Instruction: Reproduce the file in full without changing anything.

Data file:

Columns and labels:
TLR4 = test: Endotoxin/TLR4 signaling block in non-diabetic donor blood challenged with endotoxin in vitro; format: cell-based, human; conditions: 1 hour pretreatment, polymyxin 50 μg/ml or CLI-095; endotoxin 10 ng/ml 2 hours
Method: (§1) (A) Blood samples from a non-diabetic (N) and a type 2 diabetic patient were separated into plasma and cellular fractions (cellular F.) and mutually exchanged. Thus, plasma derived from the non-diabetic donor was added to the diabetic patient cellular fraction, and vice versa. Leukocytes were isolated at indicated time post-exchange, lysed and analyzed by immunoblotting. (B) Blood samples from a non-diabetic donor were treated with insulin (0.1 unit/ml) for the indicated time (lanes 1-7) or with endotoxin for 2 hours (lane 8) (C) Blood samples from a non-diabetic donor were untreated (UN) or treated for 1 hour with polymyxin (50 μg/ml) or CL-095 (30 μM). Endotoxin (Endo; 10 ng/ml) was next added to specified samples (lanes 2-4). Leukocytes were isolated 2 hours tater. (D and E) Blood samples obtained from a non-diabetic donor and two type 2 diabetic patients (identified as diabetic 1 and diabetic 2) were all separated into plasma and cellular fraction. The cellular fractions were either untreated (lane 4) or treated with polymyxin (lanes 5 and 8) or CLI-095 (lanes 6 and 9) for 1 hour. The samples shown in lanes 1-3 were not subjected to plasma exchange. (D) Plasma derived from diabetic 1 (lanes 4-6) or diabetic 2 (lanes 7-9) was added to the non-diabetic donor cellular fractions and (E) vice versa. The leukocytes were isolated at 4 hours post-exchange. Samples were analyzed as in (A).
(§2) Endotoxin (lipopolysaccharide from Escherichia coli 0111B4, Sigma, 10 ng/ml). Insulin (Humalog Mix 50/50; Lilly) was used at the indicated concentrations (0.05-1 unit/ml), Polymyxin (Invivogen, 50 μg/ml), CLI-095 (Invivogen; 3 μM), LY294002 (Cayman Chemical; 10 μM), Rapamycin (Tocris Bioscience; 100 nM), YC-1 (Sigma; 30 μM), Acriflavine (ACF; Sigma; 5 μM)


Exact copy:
Columns and labels:
TLR4 = test: Endotoxin/TLR4 signaling block in non-diabetic donor blood challenged with endotoxin in vitro; format: cell-based, human; conditions: 1 hour pretreatment, polymyxin 50 μg/ml or CLI-095; endotoxin 10 ng/ml 2 hours
Method: (§1) (A) Blood samples from a non-diabetic (N) and a type 2 diabetic patient were separated into plasma and cellular fractions (cellular F.) and mutually exchanged. Thus, plasma derived from the non-diabetic donor was added to the diabetic patient cellular fraction, and vice versa. Leukocytes were isolated at indicated time post-exchange, lysed and analyzed by immunoblotting. (B) Blood samples from a non-diabetic donor were treated with insulin (0.1 unit/ml) for the indicated time (lanes 1-7) or with endotoxin for 2 hours (lane 8) (C) Blood samples from a non-diabetic donor were untreated (UN) or treated for 1 hour with polymyxin (50 μg/ml) or CL-095 (30 μM). Endotoxin (Endo; 10 ng/ml) was next added to specified samples (lanes 2-4). Leukocytes were isolated 2 hours tater. (D and E) Blood samples obtained from a non-diabetic donor and two type 2 diabetic patients (identified as diabetic 1 and diabetic 2) were all separated into plasma and cellular fraction. The cellular fractions were either untreated (lane 4) or treated with polymyxin (lanes 5 and 8) or CLI-095 (lanes 6 and 9) for 1 hour. The samples shown in lanes 1-3 were not subjected to plasma exchange. (D) Plasma derived from diabetic 1 (lanes 4-6) or diabetic 2 (lanes 7-9) was added to the non-diabetic donor cellular fractions and (E) vice versa. The leukocytes were isolated at 4 hours post-exchange. Samples were analyzed as in (A).
(§2) Endotoxin (lipopolysaccharide from Escherichia coli 0111B4, Sigma, 10 ng/ml). Insulin (Humalog Mix 50/50; Lilly) was used at the indicated concentrations (0.05-1 unit/ml), Polymyxin (Invivogen, 50 μg/ml), CLI-095 (Invivogen; 3 μM), LY294002 (Cayman Chemical; 10 μM), Rapamycin (Tocris Bioscience; 100 nM), YC-1 (Sigma; 30 μM), Acriflavine (ACF; Sigma; 5 μM)